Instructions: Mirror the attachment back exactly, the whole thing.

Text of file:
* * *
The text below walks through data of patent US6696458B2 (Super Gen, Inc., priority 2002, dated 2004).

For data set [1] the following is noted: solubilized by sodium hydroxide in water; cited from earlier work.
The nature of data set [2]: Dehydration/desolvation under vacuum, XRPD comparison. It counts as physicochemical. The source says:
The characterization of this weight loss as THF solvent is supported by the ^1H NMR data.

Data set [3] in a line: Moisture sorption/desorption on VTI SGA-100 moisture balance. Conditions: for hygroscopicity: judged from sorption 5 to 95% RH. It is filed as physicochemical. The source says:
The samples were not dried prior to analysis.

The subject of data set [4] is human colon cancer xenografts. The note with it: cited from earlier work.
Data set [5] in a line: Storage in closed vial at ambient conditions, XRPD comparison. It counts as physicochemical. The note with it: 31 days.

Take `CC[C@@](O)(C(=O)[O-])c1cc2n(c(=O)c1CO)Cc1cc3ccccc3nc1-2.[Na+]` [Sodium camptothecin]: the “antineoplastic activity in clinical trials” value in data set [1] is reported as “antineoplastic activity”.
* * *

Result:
The text below walks through data of patent US6696458B2 (Super Gen, Inc., priority 2002, dated 2004).

For data set [1] the following is noted: solubilized by sodium hydroxide in water; cited from earlier work.
The nature of data set [2]: Dehydration/desolvation under vacuum, XRPD comparison. It counts as physicochemical. The source says:
The characterization of this weight loss as THF solvent is supported by the ^1H NMR data.

Data set [3] in a line: Moisture sorption/desorption on VTI SGA-100 moisture balance. Conditions: for hygroscopicity: judged from sorption 5 to 95% RH. It is filed as physicochemical. The source says:
The samples were not dried prior to analysis.

The subject of data set [4] is human colon cancer xenografts. The note with it: cited from earlier work.
Data set [5] in a line: Storage in closed vial at ambient conditions, XRPD comparison. It counts as physicochemical. The note with it: 31 days.

Take `CC[C@@](O)(C(=O)[O-])c1cc2n(c(=O)c1CO)Cc1cc3ccccc3nc1-2.[Na+]` [Sodium camptothecin]: the “antineoplastic activity in clinical trials” value in data set [1] is reported as “antineoplastic activity”.